It was a very interesting exercise given the wide range of experience in the audience. I’m still in the session and still processing it but one thing I know for sure, netflix sure sounds like a cool place to work. :)

Don’t be a tool

Values lead to practices that determine tools.


So I’m sitting in the first pre-compiler session at CodeMash 2010.  I’m actually late to it (surprise) but the session is End-To-End Coaching Software Developer teams.  The first thing I see is the following phrase:


I couldn’t agree more.

The presenter talked about how it is so common in our industry for it to work in the exact opposite manner.  How often do we see a vendor SELL a tool, a dev shop buys the tool and then what happens.  A GUIDANCE team is formed on HOW BEST TO USE A TOOL.  So in this paradigm, the shop follows this pattern:

TOOLS DICTATE GUIDEANCE that management need to ENFORCE best practices.

What happens to VALUES in that model?  What happens is that VALUES are not even thought of.  There isn’t room for VALUES in that model.

So what if one of your VALUES is simplicity?  It doesn’t matter because the TOOL dictates whatever it wants, regardless of complexity.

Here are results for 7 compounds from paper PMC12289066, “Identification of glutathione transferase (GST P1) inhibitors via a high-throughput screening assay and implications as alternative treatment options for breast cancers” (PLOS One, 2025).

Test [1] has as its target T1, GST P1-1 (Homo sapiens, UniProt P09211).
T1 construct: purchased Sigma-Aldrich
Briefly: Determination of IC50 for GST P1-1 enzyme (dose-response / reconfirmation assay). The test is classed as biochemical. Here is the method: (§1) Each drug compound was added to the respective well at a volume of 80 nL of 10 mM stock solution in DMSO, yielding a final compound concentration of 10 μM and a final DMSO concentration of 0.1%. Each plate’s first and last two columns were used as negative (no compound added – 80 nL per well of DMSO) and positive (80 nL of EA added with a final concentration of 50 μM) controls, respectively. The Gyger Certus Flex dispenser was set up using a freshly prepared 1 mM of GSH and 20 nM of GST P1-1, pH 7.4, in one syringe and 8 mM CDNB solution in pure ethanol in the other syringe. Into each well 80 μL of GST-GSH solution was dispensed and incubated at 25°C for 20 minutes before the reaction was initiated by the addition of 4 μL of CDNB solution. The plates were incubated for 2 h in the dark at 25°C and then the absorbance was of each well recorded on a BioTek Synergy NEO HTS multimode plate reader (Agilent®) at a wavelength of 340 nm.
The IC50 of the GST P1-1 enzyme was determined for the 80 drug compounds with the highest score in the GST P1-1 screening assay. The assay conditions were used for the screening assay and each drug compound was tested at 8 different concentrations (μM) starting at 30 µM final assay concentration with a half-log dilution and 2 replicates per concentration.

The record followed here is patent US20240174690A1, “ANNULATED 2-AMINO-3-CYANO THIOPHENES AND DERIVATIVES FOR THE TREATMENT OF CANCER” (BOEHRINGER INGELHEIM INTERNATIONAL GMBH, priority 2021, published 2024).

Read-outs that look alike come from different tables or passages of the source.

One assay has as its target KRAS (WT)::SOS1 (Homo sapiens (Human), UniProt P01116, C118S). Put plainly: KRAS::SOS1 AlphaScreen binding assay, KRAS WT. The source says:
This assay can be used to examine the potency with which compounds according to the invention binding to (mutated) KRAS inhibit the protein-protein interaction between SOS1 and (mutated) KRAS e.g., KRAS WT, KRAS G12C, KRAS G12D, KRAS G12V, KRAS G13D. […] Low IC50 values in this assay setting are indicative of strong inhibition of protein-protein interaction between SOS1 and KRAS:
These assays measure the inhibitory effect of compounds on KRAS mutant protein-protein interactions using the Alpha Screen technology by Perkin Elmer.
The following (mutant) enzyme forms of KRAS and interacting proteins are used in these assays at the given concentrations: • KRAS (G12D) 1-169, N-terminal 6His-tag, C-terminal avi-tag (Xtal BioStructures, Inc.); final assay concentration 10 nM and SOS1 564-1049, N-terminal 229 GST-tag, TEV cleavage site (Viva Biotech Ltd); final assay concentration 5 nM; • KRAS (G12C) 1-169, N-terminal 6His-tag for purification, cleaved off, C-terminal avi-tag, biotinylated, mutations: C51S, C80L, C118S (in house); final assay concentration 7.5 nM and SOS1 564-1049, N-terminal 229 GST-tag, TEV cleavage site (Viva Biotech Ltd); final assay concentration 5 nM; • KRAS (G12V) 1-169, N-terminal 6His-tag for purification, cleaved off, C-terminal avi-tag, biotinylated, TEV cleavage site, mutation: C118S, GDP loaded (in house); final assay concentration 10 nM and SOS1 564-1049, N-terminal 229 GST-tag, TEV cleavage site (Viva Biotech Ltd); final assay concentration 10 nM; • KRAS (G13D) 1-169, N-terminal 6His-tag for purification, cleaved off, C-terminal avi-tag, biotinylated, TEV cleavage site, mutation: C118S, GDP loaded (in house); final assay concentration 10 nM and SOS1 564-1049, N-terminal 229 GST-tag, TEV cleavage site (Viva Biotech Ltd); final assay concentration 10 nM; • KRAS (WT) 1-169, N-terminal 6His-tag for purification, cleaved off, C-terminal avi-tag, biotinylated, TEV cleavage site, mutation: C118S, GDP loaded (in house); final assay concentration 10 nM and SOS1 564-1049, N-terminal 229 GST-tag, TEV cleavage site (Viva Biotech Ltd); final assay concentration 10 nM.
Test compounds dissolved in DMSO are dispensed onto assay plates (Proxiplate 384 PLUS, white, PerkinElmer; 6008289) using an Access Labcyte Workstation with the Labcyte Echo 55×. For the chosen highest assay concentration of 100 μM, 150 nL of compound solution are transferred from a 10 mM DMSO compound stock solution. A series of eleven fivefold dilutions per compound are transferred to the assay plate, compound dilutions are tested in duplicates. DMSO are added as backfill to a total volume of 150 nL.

The presenter talked about how this is a detriment in terms of money to the company.  I can see that.  VALUES can lead to practices to save money and achieve great quality.  All this without the letting a tool dictate the exact opposite.

A fresh start

Well, I started my blog about 5 months ago with all the best intentions and probably how most blogs end up… it didn’t last.  I created 2 posts and just stopped.

Now to be fair, I’m a regular blogger inside of my company’s internal blog infrastructure, I just never know whether people outside my company’s walls will care about any of this.  I guess I should wonder if people inside of my company’s walls care too…

At any rate, here I am again, wanting to give it another go.  I’m attending the CodeMash 2010 conference and I’m feeling inspired again.  And besides, I secretly made a new year’s resolution to be more active in the software development community at large and part of that commitment is to blog more.  (Yes, I realize that this is almost as common as a new year’s resolution to loose weight but what are you going to do… I made one of those too. :)

So my fresh start will take place in the form of using blogger.  I realized that hosting my own blog site was crazy and wanted to use one of the services available.  I have my domain switched over, the pre-compiler day for CodeMash 2010 has come to an end and I’m ready to share my musings with the world.  I hope you enjoy.

Thanks -- Ed